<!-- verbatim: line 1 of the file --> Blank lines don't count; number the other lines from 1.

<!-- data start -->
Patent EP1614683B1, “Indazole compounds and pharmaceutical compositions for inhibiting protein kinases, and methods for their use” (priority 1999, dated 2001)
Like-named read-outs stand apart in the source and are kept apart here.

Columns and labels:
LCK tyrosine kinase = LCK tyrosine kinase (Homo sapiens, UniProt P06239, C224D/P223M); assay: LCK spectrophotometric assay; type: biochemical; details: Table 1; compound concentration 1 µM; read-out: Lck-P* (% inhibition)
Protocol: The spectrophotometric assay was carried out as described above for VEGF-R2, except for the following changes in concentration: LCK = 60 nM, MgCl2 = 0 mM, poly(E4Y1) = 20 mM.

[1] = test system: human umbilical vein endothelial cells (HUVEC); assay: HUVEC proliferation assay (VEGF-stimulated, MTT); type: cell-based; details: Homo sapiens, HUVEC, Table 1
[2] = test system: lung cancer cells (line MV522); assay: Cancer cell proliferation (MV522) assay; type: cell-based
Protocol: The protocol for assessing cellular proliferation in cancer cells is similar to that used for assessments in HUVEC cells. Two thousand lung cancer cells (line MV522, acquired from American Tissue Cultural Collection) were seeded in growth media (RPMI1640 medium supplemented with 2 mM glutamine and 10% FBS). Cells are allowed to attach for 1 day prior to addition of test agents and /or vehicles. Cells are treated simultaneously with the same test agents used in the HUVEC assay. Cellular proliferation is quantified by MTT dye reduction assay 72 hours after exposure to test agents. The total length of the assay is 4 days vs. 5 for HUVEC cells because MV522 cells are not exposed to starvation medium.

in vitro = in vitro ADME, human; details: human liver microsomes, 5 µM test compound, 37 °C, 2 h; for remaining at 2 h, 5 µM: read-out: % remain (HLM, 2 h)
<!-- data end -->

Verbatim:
Patent EP1614683B1, “Indazole compounds and pharmaceutical compositions for inhibiting protein kinases, and methods for their use” (priority 1999, dated 2001)